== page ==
It was a Monday, a customer you have turns out to be a mystery shopper, who turns out to be an investor impressed with your shop. He quickly asks for a presentation but your PowerPoint guy was out with a cold!

It was a Tuesday, you need multiple hard copies of a document to be sent out immediately to several people but your copier was down! Your office has a backup copier, but its toner isn’t in yet, and it’s not even on. Yes, your IT was out because of a bad takeout.

It was a Wednesday, your shop just go too many customers today because of a great review online, that’s great right? Oh no, your wait staff is in a frenzy because your managers are not out there, they’re in a conference out west.

These and so many little nightmares can be solved easily through Cross-Training, an invaluable tool that small and big businesses alike use to gain a better competitive advantage in the field.

What is Cross-Training?
When your company trains and teaches one employee, who was hired to do one job, a new set of skills to perform another job.

Why should my company cross-train employees? Here are 5 reasons:

1. Your employees gain new skills. Learning a new skill in the office means opening new horizons for your employee. They acquire new talents that the company can make use of in the near future, especially when the company gets bigger.

2. Duties become decentralized allowing for more flexible teams or departments. When your team is well-rounded, they are able to help each other out in times of need. When one part of the department gets swamped, cross-training allows your colleagues to assist and keep everything calm.

3. Leaves no longer cripple the office. Not cross-training employees means only one person can do the job, which means that person needs to be there — always! A sick day, a vacation? That’s like bringing the companies legs with them.

4. Employees have better chances of promotion. Cross-trained to do more than what you’re hired for, just means prepping you up for higher responsibilities (and pay!).

5. Smarter collaboration is now possible. If a person is the only one who knows the task, how would that person feel about criticism, no matter how constructive? When a lot of employees know how to do the task, they can offer better insights for its improvement.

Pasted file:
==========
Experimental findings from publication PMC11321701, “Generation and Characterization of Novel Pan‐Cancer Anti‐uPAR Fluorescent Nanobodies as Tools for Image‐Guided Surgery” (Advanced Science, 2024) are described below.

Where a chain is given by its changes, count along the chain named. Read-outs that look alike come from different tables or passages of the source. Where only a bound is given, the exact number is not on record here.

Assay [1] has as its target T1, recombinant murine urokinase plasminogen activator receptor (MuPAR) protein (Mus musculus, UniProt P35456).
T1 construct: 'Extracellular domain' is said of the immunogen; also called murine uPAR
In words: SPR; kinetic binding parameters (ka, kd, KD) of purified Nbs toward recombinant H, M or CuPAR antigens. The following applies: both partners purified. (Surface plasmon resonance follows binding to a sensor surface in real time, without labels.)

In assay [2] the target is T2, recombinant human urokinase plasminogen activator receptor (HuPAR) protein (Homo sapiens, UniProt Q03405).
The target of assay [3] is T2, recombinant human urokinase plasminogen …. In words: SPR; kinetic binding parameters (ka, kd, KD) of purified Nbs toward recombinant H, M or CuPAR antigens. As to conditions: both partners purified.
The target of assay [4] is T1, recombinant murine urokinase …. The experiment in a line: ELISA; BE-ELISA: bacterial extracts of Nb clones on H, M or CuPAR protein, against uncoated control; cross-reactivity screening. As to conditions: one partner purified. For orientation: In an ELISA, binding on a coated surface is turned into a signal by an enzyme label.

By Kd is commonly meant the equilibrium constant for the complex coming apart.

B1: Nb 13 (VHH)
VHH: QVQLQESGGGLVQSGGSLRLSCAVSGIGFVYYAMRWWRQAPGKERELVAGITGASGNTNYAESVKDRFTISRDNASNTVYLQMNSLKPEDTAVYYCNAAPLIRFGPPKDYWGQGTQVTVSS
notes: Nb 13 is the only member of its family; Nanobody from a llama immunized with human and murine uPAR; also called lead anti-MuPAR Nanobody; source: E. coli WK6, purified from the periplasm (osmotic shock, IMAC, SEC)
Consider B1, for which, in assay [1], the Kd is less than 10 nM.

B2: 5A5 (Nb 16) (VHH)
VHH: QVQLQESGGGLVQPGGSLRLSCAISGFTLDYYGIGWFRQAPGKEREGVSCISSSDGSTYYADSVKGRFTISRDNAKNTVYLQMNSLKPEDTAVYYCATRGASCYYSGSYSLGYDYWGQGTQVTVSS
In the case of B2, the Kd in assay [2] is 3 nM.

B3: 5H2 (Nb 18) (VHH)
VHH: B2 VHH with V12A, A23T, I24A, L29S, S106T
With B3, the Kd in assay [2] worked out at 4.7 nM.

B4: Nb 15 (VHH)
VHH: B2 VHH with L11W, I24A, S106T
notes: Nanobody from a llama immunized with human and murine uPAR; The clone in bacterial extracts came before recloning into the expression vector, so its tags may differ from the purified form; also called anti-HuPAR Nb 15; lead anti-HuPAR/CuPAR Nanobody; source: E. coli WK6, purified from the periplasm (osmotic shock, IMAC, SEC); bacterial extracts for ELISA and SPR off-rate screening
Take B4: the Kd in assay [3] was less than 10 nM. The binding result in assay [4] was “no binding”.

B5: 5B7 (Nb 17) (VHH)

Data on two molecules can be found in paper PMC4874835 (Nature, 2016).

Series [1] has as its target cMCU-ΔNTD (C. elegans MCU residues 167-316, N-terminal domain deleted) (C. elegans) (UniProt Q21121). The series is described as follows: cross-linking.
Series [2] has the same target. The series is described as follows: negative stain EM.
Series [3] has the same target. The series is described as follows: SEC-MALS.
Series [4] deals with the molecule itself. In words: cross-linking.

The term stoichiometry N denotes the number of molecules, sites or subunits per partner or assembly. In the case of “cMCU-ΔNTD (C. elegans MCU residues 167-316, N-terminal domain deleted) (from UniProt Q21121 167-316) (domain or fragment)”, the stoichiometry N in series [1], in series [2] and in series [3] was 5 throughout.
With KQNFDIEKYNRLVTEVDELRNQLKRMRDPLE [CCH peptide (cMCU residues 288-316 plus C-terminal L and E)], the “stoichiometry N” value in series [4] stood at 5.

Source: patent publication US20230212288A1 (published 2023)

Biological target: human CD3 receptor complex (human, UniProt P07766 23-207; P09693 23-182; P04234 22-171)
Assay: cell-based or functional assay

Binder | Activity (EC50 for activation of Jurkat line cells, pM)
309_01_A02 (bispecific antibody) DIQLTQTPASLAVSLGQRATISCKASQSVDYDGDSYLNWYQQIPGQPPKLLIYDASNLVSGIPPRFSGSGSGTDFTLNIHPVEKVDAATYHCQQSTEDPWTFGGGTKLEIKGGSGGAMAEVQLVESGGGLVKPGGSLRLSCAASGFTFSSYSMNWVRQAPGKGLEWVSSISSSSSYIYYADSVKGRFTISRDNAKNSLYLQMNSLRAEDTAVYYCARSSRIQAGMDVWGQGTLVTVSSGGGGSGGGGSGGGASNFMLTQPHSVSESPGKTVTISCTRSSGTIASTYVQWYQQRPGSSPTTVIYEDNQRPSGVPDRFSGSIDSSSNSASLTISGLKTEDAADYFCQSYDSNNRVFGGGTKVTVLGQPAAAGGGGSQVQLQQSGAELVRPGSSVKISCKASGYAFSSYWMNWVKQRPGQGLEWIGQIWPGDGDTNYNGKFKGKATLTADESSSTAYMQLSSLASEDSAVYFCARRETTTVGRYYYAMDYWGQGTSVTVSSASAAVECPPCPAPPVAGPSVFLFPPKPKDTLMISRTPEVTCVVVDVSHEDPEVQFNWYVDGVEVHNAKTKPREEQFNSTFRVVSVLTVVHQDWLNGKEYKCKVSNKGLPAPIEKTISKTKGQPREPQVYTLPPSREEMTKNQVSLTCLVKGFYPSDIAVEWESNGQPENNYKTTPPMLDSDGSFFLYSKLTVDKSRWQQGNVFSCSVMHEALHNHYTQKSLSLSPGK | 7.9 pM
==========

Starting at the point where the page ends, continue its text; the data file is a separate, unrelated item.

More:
How do I Cross-Train my employees?
Through careful and meticulous planning. There’s a lot of preparation needed for cross-training one false step could be disastrous

1. Begin your cross-training journey by knowing the parts of your company that need it the most. A good place to start would be a job or task that is very dependent on a single person.

2. Break down the task or job into smaller details. This will allow you to train in small aggregates of the load. You cannot train everything at once. Make sure to also establish parameters to check if the program is successful.

3. Announce the cross-training initiative to your employees. Let them know why the company wants to cross-train and what’s in it for them. Show them how you plan to proceed with the cross-training.

4. Once you tell everyone, listen to feedback. Encourage everyone for their feedback on the program. Eliminate the water cooler talks and hold meetings for your employees.

5. Start with a trial run, a first-shot program. Choose a small group of employees to test out your cross-training program. Selections in the office can sometimes be a source of pride for the employee.

6. Create the best schedule. Don’t let your numbers suffer just to train your employees, don’t burn out your employees. Don’t teach too little too. Find a balance to get the most out of the program.

7. Listen to feedback. No training is perfect, that’s where feedback comes in. Hear your employees’ voices and tweak the program that you launched.

8. Test and expand. Check your results and crunch your numbers. Was the program successful? Were your parameters met? Get ready to implement it on a larger scale!

Cross-training is quite beneficial for both the company and the employees. There is always some danger and issues when doing cross-training. Being open and listening to your employees as you decode your data allows the benefits to be more evident for all.

I leave you with a quote from Sir Richard Branson, who recently made news due to his Virgin Galactic success, he says — “Train people well enough so they can leave, treat them well enough so they don’t want to.”

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